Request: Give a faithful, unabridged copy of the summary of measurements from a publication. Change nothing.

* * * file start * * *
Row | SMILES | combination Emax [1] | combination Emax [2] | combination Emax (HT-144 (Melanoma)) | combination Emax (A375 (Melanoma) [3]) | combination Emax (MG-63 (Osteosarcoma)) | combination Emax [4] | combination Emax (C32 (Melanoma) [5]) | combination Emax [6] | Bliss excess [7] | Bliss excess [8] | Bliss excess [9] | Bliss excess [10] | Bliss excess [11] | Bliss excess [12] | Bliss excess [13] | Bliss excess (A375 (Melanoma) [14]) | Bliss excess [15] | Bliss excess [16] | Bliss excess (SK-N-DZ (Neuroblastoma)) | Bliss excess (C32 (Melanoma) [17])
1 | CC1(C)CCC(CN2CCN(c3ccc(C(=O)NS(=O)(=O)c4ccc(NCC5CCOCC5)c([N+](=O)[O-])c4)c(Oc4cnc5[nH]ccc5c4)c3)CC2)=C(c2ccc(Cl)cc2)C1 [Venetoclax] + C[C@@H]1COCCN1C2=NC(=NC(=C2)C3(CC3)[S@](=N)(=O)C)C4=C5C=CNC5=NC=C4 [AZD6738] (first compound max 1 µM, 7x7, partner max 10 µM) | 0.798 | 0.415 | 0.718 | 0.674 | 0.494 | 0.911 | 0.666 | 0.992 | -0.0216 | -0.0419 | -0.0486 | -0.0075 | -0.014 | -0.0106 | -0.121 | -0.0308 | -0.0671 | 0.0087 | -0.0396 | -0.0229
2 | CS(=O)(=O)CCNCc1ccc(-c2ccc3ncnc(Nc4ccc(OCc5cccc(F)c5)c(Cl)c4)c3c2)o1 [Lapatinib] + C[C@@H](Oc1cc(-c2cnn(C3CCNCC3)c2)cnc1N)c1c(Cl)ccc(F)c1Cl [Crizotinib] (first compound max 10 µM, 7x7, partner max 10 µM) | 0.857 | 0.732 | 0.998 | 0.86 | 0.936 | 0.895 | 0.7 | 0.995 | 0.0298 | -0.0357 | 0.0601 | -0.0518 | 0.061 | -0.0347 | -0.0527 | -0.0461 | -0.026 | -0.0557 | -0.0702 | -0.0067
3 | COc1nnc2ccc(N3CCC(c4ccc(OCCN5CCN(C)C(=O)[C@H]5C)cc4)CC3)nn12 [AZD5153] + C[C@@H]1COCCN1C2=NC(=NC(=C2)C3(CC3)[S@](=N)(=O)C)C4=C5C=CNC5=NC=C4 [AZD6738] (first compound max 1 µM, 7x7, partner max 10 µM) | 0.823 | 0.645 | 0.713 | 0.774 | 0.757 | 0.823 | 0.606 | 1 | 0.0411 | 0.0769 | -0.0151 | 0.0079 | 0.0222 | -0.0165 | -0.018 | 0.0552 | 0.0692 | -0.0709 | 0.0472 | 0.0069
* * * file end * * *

Row | SMILES | combination Emax [1] | combination Emax [2] | combination Emax (HT-144 (Melanoma)) | combination Emax (A375 (Melanoma) [3]) | combination Emax (MG-63 (Osteosarcoma)) | combination Emax [4] | combination Emax (C32 (Melanoma) [5]) | combination Emax [6] | Bliss excess [7] | Bliss excess [8] | Bliss excess [9] | Bliss excess [10] | Bliss excess [11] | Bliss excess [12] | Bliss excess [13] | Bliss excess (A375 (Melanoma) [14]) | Bliss excess [15] | Bliss excess [16] | Bliss excess (SK-N-DZ (Neuroblastoma)) | Bliss excess (C32 (Melanoma) [17])
1 | CC1(C)CCC(CN2CCN(c3ccc(C(=O)NS(=O)(=O)c4ccc(NCC5CCOCC5)c([N+](=O)[O-])c4)c(Oc4cnc5[nH]ccc5c4)c3)CC2)=C(c2ccc(Cl)cc2)C1 [Venetoclax] + C[C@@H]1COCCN1C2=NC(=NC(=C2)C3(CC3)[S@](=N)(=O)C)C4=C5C=CNC5=NC=C4 [AZD6738] (first compound max 1 µM, 7x7, partner max 10 µM) | 0.798 | 0.415 | 0.718 | 0.674 | 0.494 | 0.911 | 0.666 | 0.992 | -0.0216 | -0.0419 | -0.0486 | -0.0075 | -0.014 | -0.0106 | -0.121 | -0.0308 | -0.0671 | 0.0087 | -0.0396 | -0.0229
2 | CS(=O)(=O)CCNCc1ccc(-c2ccc3ncnc(Nc4ccc(OCc5cccc(F)c5)c(Cl)c4)c3c2)o1 [Lapatinib] + C[C@@H](Oc1cc(-c2cnn(C3CCNCC3)c2)cnc1N)c1c(Cl)ccc(F)c1Cl [Crizotinib] (first compound max 10 µM, 7x7, partner max 10 µM) | 0.857 | 0.732 | 0.998 | 0.86 | 0.936 | 0.895 | 0.7 | 0.995 | 0.0298 | -0.0357 | 0.0601 | -0.0518 | 0.061 | -0.0347 | -0.0527 | -0.0461 | -0.026 | -0.0557 | -0.0702 | -0.0067
3 | COc1nnc2ccc(N3CCC(c4ccc(OCCN5CCN(C)C(=O)[C@H]5C)cc4)CC3)nn12 [AZD5153] + C[C@@H]1COCCN1C2=NC(=NC(=C2)C3(CC3)[S@](=N)(=O)C)C4=C5C=CNC5=NC=C4 [AZD6738] (first compound max 1 µM, 7x7, partner max 10 µM) | 0.823 | 0.645 | 0.713 | 0.774 | 0.757 | 0.823 | 0.606 | 1 | 0.0411 | 0.0769 | -0.0151 | 0.0079 | 0.0222 | -0.0165 | -0.018 | 0.0552 | 0.0692 | -0.0709 | 0.0472 | 0.0069